A Game Theoretic Model of Exit, Voice and Loyalty in Africa’s troubled relationship with the International Criminal Court

Raphael Z. Mwatela, Halimu S. Shauri


Africa consists of the single largest group of member states to the International Criminal Court (ICC). This membership was stronger during the negotiations leading up to the adoption of the Rome Statute in 1998 that paved the way to the creation of this court. Lately, this support has waned and now the African bloc led by the African Union has become amongst the fiercest critics of the ICC. This has seen Burundi becoming the first country to officially pull out of the Statute. The key question is therefore why such a region which highly supported the creation of the court has developed a love-hate relationship with it? This paper employs the ideas by Albert O. Hirschman (1970) to develop a Game Theory model in understanding and explaining the Exit and Voice games of the African block, and come up with costs and payouts for these actions. The authors use qualitative data analysis of existing texts to develop logical propositions. It is noted that exiting the ICC for Africa is a costly option for both the ICC and Africa with minimal payout. The optimum act is for Africa to remain within the ICC and employ voice to push for reforms.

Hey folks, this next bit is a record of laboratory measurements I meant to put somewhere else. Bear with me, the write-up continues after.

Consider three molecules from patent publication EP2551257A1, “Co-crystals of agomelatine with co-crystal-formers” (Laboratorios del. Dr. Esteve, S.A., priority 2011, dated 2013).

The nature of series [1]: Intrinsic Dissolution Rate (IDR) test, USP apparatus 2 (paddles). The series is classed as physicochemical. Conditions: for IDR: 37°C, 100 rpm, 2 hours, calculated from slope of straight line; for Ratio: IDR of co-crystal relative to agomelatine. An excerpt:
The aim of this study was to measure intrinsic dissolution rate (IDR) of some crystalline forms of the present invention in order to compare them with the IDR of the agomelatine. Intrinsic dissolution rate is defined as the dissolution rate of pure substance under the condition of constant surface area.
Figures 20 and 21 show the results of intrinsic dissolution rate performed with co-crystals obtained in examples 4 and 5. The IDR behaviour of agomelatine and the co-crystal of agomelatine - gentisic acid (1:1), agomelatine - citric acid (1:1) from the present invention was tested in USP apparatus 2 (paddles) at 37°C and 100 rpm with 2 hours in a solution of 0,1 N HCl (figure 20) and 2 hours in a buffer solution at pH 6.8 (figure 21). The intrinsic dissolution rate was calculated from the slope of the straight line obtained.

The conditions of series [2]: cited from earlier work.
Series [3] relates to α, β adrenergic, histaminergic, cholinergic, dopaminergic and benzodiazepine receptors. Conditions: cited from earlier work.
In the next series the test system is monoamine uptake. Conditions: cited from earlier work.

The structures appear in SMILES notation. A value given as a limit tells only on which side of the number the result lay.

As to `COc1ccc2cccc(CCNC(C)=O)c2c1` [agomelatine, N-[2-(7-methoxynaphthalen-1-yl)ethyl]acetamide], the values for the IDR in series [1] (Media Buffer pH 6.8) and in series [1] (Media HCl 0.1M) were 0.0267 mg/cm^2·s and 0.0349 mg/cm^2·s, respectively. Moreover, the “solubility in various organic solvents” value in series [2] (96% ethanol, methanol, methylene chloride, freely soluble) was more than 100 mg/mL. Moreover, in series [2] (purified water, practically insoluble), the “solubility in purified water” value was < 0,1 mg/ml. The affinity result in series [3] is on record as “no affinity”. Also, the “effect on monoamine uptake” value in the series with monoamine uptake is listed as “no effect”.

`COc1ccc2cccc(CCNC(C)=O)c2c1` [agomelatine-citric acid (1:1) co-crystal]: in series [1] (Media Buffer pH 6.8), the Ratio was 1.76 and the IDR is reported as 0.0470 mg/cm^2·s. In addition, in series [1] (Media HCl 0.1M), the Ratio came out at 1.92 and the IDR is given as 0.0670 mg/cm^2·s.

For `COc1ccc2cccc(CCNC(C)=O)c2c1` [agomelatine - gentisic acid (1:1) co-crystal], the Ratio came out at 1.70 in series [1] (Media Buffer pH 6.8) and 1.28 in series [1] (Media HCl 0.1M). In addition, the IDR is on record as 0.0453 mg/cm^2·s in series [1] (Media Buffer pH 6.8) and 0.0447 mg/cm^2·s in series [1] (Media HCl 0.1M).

Keywords: International Criminal Court, Game Theory, Exit, Voice and Loyalty


Raphael Z. Mwatela, Ph.D Candidate, Central China Normal University Email: mwatelaraph@yahoo.com

 Halimu S. Shauri,  Associate Professor, Pwani University Email: hshauri@yahoo.com

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